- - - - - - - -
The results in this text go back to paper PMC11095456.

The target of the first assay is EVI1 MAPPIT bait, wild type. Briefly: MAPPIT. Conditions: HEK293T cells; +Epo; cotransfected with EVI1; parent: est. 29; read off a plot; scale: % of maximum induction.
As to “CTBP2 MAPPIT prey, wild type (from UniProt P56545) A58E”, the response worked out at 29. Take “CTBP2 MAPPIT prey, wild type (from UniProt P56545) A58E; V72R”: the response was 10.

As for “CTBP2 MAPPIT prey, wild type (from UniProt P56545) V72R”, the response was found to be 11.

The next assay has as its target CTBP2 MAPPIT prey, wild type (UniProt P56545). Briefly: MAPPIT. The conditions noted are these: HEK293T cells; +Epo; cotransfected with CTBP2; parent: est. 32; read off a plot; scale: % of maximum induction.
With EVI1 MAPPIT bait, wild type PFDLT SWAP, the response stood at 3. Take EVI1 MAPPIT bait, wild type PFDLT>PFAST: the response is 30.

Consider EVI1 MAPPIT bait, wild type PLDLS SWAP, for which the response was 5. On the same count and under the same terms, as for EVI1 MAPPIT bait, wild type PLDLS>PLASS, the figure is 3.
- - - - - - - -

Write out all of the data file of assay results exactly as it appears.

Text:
The results in this text go back to paper PMC11095456.

The target of the first assay is EVI1 MAPPIT bait, wild type. Briefly: MAPPIT. Conditions: HEK293T cells; +Epo; cotransfected with EVI1; parent: est. 29; read off a plot; scale: % of maximum induction.
As to “CTBP2 MAPPIT prey, wild type (from UniProt P56545) A58E”, the response worked out at 29. Take “CTBP2 MAPPIT prey, wild type (from UniProt P56545) A58E; V72R”: the response was 10.

As for “CTBP2 MAPPIT prey, wild type (from UniProt P56545) V72R”, the response was found to be 11.

The next assay has as its target CTBP2 MAPPIT prey, wild type (UniProt P56545). Briefly: MAPPIT. The conditions noted are these: HEK293T cells; +Epo; cotransfected with CTBP2; parent: est. 32; read off a plot; scale: % of maximum induction.
With EVI1 MAPPIT bait, wild type PFDLT SWAP, the response stood at 3. Take EVI1 MAPPIT bait, wild type PFDLT>PFAST: the response is 30.

Consider EVI1 MAPPIT bait, wild type PLDLS SWAP, for which the response was 5. On the same count and under the same terms, as for EVI1 MAPPIT bait, wild type PLDLS>PLASS, the figure is 3.